Project aim: Improved navigation and safety for all users
Previously each oyster farm in the harbour had its own marks indicating the boundaries of the site. These numerous site markings made navigation of the harbour difficult.
Unifying the sites under one marking scheme had the dual advantage of improving navigation of the harbour and providing efficiencies for the fish farmers.
Before: Visually ineffective in all weather and tides the poles made navigation of the bay difficult.
After: The new markings clearly indicate the perimeter of the production area.
Our methods: Working with industry
BIM’s regional officer and the oyster producers worked together to design a draft unified marking scheme for the sites.
- BIM surveyed the production area in the harbour to determine its extent and character.
- Consulting with the Commissioner of Irish Lights, the Marine Survey Office and the relevant government departments to determine the location and specification of each mark.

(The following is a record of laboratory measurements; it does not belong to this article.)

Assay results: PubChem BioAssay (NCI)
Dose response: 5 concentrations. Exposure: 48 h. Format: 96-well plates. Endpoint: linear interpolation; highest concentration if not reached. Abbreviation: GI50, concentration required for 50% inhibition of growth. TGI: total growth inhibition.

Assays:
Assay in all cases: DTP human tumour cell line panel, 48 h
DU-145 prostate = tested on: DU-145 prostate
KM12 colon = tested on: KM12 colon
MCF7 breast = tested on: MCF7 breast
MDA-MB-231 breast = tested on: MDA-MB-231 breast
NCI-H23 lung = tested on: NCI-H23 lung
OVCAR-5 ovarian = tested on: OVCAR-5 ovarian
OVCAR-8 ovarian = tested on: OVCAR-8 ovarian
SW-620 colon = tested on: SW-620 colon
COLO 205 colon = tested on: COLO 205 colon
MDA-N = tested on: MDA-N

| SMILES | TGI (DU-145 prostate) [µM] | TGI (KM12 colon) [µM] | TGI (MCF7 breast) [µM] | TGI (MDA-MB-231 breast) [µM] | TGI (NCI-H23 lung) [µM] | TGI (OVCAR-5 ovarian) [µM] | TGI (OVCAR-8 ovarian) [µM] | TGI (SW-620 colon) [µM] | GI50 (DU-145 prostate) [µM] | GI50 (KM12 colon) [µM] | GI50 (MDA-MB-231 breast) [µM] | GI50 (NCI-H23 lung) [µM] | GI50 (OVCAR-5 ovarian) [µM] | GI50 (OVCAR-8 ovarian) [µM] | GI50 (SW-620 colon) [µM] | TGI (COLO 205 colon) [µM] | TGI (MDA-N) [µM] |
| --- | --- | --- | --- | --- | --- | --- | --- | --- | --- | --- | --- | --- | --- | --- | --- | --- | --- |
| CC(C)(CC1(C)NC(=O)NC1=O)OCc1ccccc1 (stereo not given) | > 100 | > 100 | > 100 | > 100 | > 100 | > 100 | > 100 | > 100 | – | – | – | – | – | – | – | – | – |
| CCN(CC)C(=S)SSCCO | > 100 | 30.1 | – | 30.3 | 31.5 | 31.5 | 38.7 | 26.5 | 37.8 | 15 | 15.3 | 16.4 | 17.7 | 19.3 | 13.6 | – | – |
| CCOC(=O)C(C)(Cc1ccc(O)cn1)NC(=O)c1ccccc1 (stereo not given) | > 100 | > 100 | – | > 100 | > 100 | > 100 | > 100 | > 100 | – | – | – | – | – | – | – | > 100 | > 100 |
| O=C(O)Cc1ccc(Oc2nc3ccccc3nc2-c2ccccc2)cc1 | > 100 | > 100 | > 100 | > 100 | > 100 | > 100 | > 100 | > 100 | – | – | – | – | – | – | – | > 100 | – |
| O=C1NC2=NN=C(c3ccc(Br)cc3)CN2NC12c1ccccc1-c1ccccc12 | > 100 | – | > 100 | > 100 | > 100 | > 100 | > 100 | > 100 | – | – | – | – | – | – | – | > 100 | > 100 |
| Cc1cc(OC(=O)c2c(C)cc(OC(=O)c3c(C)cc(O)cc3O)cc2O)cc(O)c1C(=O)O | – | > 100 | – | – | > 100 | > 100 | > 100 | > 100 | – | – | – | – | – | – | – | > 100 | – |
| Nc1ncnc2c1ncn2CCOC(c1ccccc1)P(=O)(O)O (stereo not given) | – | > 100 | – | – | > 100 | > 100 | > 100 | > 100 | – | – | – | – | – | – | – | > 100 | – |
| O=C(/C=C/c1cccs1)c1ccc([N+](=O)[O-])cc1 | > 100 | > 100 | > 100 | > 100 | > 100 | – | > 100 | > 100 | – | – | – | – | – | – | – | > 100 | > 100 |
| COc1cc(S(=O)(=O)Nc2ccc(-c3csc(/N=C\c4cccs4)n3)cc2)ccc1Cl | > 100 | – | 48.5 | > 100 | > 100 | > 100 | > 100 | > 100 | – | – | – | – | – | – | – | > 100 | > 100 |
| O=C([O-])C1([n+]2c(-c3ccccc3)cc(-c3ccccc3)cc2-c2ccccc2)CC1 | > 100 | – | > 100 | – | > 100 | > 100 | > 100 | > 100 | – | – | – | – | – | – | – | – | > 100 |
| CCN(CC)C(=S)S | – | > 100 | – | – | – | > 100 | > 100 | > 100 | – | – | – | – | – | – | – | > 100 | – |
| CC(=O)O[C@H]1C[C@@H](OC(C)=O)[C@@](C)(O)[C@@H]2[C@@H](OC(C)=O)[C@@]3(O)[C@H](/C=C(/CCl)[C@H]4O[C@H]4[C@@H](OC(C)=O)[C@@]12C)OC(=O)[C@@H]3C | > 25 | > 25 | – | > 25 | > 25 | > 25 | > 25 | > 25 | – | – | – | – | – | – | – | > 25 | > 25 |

Once the design was approved:
- BIM provided funding towards the purchases of the marker poles and commissioned the construction of the bespoke supporting structures.
- Working with the local farmers we installed the new marks at the approved locations.
Public awareness signs are placed at key access points.
Seeing the benefits: Improved navigation and safety of the harbour
- Navigation of the harbour was greatly improved providing a safer environment for all users of the marine resource.
- The marks are included in the UK Hydrographic Office’s Admiralty Charts which informs visiting vessels of the perimeter of the production area.
- The marking scheme uses fewer, higher quality marks with a long lifespan, achieving efficiencies for the producers.
Building on the success of this project we are currently installing innovative unified marking schemes in other bays and harbours.